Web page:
Any effects worse than cancer from having it done before he reached sexual maturity?

I'll read the long article later I have to nip out somewhere in a minute.

Thanks
 

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All my boys are done, and I cant say hasn't helped towards aggression that much. Other than they are more talk than bite. We now seperate Buster and Dylan at night because Dylan kept guarding the bed, even though there are two, from Buster and all we heard was barking and sometimes a small scrap. So Buster now gets the sofa instead while the two boys get locked in the utility room. Buster neutered at 5yo and Dylan 15months. Dylan is a very dominant dog, and so it Buster which is the problem.

I wouldn't neuter under 1yo in larger breeds (20kg + is large breed in my books).
 

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It is also worth baring in mind that early neutering actually increases the risk of aggression in dogs.
My dog is 17 months old, entire and never had any aggression issues with him. ;)
 

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what about him living with female dog? She would be 12-13yrs depending how long took me to find one (and for him to reach that age).. would that be enough of an age difference that he wouldn't bother her even if stayed 'entire'? .. running off at sniff of a female (not great for an assistance dog, probably why they do theirs early!)

What about the cancer risk? Having lost several (human) family members with cancer I'd rather eliminate the risk altogether in my furbabies whereever possible.

Any effects worse than cancer from having it done before he reached sexual maturity?

I'll read the long article later I have to nip out somewhere in a minute.

Thanks
If your female is spayed then I don't see why he would bother her regardless of age difference. Entire males are not all sex mad beasts who'll hump anything that doesn't move quickly enough ;) In fact the majority of intact mature males I know are more chilled out and less inclined to hump than the neutered ones. All mine have tried it with other dogs during adolescence but either training or maturity or probably a bit of both has stopped it.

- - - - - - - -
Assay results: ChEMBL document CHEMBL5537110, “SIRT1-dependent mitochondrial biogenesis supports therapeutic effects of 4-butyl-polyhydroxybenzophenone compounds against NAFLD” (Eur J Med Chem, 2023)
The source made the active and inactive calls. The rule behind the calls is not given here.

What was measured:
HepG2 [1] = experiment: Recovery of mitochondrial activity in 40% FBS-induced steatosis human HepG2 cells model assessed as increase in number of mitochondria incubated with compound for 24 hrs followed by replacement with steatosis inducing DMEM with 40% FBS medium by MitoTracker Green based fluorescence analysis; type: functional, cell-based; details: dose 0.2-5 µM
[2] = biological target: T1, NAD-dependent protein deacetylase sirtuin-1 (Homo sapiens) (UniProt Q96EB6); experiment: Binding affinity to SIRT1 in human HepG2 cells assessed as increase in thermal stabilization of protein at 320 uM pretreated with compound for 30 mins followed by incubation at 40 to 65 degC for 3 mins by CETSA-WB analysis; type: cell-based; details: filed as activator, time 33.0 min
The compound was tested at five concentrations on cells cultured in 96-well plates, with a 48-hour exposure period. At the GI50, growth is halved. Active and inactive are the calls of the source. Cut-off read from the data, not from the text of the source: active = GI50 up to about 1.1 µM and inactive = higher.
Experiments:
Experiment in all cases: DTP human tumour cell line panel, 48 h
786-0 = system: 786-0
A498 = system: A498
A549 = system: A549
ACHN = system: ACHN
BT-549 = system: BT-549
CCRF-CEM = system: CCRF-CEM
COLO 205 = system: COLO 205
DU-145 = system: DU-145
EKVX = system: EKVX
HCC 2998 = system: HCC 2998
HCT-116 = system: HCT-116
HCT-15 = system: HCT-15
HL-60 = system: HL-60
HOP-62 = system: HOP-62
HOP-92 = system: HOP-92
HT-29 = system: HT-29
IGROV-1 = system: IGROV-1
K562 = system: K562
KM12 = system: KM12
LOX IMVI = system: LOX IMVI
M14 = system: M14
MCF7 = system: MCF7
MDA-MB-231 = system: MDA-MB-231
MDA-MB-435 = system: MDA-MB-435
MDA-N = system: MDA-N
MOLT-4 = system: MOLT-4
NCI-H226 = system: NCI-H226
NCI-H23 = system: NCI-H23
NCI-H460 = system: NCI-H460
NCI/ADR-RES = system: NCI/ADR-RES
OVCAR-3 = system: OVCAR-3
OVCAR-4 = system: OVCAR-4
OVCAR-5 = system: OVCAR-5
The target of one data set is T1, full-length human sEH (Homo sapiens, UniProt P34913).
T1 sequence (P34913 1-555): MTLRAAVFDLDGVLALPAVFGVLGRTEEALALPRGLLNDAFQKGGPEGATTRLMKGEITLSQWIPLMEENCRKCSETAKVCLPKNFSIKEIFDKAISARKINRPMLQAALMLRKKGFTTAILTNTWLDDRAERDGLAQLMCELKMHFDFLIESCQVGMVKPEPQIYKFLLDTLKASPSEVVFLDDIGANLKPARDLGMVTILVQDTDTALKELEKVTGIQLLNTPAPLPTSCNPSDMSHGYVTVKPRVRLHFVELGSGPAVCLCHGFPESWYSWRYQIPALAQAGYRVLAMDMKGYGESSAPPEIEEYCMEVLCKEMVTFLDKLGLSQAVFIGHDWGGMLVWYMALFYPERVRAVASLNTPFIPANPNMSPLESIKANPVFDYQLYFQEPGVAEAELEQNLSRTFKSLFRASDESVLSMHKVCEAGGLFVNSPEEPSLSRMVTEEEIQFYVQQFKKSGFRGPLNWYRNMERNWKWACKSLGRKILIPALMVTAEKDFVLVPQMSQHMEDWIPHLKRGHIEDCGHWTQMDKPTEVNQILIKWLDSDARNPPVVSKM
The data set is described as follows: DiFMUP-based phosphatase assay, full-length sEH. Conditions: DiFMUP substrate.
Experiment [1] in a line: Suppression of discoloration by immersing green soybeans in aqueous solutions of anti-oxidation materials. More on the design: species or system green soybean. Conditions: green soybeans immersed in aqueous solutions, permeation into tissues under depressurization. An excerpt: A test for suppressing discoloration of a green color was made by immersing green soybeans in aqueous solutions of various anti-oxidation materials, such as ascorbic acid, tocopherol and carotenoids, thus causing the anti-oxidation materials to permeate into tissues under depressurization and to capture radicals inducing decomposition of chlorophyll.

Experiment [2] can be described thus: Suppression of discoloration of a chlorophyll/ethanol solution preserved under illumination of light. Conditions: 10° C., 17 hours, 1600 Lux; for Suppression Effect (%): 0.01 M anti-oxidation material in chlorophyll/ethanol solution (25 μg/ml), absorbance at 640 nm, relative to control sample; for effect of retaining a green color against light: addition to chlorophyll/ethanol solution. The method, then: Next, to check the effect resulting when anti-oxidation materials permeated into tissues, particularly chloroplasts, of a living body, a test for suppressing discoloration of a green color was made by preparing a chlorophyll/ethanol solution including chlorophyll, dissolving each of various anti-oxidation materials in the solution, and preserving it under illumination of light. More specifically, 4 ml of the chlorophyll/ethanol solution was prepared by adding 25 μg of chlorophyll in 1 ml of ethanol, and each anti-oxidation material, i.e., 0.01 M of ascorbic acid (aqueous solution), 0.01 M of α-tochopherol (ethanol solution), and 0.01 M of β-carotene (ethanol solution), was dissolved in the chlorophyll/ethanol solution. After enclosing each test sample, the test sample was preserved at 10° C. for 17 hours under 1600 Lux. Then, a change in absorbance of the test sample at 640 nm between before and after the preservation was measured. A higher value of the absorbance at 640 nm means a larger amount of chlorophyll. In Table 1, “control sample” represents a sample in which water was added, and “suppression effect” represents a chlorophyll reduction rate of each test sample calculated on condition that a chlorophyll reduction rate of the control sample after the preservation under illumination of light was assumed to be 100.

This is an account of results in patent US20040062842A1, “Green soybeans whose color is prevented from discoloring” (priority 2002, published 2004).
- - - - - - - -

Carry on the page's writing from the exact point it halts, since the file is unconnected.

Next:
Cancer risk...depends on the cancer. Obviously by neutering you'll eliminate the risk of testicular cancer but studies show that it can increase the chances of other types of cancer.
 

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Discussion Starter · #11 ·
Yes I've been reading the pdf's that Sarah1983 posted (only first few pages of the 12 page one) but from the gist of them it seems nervous aggression behaviour is actually higher in both neutured males and females.

Also says only less than 1% chance of testicular cancer in older dogs and they are treatable cos of slow rate it happens (can't remember how to spell the technical word for cancer cells reproducing). I'll read the entire thing tonight gonna download it onto iBooks to read though it properly.

It's interesting reading thanks. I wish I'd know the problems it caused before I got Inca spayed it explains alot of the issues I've had with her! unfortunately I didn't have internet then, a friend had a hearing dog she said were spayed early and she seemed perfectly fine and well behaved, so that' all i had to go on and the memory that our family male dogs were quite 'keen' towards other dogs.

Just one question .. about all the things the 12 page article (1st pdf sarah mentioned) .. page 2 I think. lists higher risks of when spayed/neutured... does this only apply when they are neutured too early? .. or would he still have same level of risk of those later in life if I waited until he was 2-3yrs old then did it to just eliminate the possibility of testicular cancer later?

Would I be better leaving his 'furry plums' alone and maybe just inspecting them regularly to check for lumps.. only removing if signs of cancer were actually found later in life?.. or would it be too late to save him by then?